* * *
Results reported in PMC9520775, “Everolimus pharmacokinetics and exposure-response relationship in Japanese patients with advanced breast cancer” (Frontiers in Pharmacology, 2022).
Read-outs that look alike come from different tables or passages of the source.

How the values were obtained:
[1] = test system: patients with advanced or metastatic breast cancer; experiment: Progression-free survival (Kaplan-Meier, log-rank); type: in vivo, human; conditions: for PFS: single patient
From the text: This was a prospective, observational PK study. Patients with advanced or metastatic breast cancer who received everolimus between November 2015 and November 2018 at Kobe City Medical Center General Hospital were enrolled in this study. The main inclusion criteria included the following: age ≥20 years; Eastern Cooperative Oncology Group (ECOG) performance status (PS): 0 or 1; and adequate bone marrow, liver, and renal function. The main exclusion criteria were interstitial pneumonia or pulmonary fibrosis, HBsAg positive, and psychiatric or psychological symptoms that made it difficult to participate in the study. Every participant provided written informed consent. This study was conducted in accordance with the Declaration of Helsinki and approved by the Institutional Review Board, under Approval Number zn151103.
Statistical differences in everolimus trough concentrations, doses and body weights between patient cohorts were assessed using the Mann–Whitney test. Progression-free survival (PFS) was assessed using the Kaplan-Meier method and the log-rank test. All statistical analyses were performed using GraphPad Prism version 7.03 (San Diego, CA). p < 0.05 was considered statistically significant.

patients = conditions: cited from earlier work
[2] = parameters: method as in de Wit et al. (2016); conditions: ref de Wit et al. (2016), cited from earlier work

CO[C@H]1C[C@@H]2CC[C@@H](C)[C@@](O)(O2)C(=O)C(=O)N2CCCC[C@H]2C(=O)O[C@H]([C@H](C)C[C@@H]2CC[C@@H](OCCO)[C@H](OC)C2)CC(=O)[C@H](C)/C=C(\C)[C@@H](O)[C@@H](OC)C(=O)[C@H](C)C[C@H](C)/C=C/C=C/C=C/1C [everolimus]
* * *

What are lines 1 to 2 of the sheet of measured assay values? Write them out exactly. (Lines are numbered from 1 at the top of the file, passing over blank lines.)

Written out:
Results reported in PMC9520775, “Everolimus pharmacokinetics and exposure-response relationship in Japanese patients with advanced breast cancer” (Frontiers in Pharmacology, 2022).
Read-outs that look alike come from different tables or passages of the source.